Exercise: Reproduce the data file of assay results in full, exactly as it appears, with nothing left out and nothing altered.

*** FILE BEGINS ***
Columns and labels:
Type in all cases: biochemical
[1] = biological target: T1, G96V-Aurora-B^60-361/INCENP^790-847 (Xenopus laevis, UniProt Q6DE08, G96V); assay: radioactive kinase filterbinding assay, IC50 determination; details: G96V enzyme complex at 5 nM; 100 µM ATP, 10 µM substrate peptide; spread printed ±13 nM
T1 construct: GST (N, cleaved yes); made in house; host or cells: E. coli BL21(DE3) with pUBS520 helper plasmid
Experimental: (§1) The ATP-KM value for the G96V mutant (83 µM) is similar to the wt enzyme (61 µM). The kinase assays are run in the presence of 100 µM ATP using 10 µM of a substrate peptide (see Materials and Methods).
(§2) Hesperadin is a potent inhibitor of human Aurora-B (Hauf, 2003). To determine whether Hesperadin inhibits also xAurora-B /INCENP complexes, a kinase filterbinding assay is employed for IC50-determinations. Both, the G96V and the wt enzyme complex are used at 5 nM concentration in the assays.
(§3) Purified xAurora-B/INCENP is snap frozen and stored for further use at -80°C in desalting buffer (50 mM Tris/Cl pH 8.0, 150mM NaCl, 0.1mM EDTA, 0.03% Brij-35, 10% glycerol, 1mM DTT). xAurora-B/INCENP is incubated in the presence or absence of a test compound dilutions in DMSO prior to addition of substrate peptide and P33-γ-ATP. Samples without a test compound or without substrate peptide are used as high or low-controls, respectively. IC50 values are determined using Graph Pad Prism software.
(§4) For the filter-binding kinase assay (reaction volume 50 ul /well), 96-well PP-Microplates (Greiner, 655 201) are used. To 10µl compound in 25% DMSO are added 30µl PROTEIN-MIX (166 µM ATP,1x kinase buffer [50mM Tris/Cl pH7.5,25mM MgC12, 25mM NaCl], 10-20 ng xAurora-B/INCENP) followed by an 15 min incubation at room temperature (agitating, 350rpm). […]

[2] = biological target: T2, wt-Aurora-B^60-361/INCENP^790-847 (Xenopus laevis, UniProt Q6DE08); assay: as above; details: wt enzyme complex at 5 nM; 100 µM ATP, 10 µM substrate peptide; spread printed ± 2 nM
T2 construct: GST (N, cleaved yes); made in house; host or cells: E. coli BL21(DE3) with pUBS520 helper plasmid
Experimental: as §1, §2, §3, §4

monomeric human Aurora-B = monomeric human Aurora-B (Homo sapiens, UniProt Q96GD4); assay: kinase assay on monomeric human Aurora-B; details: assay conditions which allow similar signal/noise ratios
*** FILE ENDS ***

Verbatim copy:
Columns and labels:
Type in all cases: biochemical
[1] = biological target: T1, G96V-Aurora-B^60-361/INCENP^790-847 (Xenopus laevis, UniProt Q6DE08, G96V); assay: radioactive kinase filterbinding assay, IC50 determination; details: G96V enzyme complex at 5 nM; 100 µM ATP, 10 µM substrate peptide; spread printed ±13 nM
T1 construct: GST (N, cleaved yes); made in house; host or cells: E. coli BL21(DE3) with pUBS520 helper plasmid
Experimental: (§1) The ATP-KM value for the G96V mutant (83 µM) is similar to the wt enzyme (61 µM). The kinase assays are run in the presence of 100 µM ATP using 10 µM of a substrate peptide (see Materials and Methods).
(§2) Hesperadin is a potent inhibitor of human Aurora-B (Hauf, 2003). To determine whether Hesperadin inhibits also xAurora-B /INCENP complexes, a kinase filterbinding assay is employed for IC50-determinations. Both, the G96V and the wt enzyme complex are used at 5 nM concentration in the assays.
(§3) Purified xAurora-B/INCENP is snap frozen and stored for further use at -80°C in desalting buffer (50 mM Tris/Cl pH 8.0, 150mM NaCl, 0.1mM EDTA, 0.03% Brij-35, 10% glycerol, 1mM DTT). xAurora-B/INCENP is incubated in the presence or absence of a test compound dilutions in DMSO prior to addition of substrate peptide and P33-γ-ATP. Samples without a test compound or without substrate peptide are used as high or low-controls, respectively. IC50 values are determined using Graph Pad Prism software.
(§4) For the filter-binding kinase assay (reaction volume 50 ul /well), 96-well PP-Microplates (Greiner, 655 201) are used. To 10µl compound in 25% DMSO are added 30µl PROTEIN-MIX (166 µM ATP,1x kinase buffer [50mM Tris/Cl pH7.5,25mM MgC12, 25mM NaCl], 10-20 ng xAurora-B/INCENP) followed by an 15 min incubation at room temperature (agitating, 350rpm). […]

[2] = biological target: T2, wt-Aurora-B^60-361/INCENP^790-847 (Xenopus laevis, UniProt Q6DE08); assay: as above; details: wt enzyme complex at 5 nM; 100 µM ATP, 10 µM substrate peptide; spread printed ± 2 nM
T2 construct: GST (N, cleaved yes); made in house; host or cells: E. coli BL21(DE3) with pUBS520 helper plasmid
Experimental: as §1, §2, §3, §4

monomeric human Aurora-B = monomeric human Aurora-B (Homo sapiens, UniProt Q96GD4); assay: kinase assay on monomeric human Aurora-B; details: assay conditions which allow similar signal/noise ratios